Some what. In a vector space, we have the 0 vector as well as the condition that if u and v are in the space then u+ v and av, for v any scalar, are in the space. An "affine" space doesn't have that property but- given any affine space, if u and v are in the space then there exist a vector, w, such u= w+ x, v= w+ y, x+ y+ w is in the affine space, ax+ w is in the space, and at+ w is in the space.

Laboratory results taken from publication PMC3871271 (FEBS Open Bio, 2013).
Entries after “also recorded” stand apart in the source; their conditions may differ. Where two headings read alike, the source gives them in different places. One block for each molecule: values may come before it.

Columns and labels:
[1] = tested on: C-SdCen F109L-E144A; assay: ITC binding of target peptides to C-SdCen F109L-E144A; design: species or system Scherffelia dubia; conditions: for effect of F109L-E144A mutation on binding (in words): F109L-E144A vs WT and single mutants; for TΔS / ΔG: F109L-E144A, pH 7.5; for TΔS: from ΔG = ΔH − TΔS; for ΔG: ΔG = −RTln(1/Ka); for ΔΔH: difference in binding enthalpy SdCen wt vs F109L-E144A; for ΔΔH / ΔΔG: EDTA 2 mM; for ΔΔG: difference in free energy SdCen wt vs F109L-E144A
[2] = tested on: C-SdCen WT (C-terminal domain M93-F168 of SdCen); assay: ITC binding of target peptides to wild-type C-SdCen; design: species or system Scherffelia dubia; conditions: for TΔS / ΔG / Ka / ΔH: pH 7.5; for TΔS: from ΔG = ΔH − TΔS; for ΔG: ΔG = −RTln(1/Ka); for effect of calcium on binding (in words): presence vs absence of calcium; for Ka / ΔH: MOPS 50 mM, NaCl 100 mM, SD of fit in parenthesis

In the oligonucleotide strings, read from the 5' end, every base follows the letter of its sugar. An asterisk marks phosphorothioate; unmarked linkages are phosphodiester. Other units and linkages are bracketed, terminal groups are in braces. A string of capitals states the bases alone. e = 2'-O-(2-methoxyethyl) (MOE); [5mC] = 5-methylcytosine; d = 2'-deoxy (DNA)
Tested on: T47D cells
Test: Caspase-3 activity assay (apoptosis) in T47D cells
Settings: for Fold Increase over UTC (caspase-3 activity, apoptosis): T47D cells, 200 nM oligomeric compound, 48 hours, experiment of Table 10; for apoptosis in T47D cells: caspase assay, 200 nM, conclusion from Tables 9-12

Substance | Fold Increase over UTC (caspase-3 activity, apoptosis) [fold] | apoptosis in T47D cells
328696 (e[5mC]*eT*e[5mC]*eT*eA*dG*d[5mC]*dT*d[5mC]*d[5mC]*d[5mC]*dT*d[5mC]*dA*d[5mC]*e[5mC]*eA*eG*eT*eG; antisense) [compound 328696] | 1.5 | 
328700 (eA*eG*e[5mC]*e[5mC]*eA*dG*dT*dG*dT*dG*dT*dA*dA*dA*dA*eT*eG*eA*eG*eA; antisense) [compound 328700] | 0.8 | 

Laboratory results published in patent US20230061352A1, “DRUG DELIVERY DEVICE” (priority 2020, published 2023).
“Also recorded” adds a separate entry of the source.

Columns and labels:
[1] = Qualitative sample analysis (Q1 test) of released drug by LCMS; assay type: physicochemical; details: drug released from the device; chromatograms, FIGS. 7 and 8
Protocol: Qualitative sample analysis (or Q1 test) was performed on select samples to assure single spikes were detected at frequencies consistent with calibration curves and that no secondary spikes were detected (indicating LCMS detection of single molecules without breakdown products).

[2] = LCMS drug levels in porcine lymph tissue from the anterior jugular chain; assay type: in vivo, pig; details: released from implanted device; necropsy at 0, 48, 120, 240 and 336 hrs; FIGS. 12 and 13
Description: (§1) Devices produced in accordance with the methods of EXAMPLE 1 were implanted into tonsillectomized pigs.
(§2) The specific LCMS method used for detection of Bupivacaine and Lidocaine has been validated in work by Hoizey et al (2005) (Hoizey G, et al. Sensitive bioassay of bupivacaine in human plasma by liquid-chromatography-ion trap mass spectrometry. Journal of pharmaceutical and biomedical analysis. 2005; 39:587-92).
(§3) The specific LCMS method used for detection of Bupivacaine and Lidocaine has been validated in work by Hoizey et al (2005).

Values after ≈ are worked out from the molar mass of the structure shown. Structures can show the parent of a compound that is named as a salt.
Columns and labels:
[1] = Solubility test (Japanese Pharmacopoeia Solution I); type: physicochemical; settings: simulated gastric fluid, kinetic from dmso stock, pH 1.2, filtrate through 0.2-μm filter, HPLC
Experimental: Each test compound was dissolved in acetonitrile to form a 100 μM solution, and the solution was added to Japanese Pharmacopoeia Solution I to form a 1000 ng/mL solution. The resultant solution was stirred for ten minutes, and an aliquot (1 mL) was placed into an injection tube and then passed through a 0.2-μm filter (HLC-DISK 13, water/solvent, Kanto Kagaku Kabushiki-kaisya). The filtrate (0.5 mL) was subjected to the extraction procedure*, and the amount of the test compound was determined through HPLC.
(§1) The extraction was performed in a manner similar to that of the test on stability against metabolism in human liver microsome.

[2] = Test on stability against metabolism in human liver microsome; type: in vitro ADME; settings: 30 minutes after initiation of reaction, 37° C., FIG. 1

Geometrically, you can think of a one dimensional vector space as a line through the origin or a two dimensional vector space as a plane through the origin in three space. You can think of an "affine" space as a line or plane that does NOT contain the origin.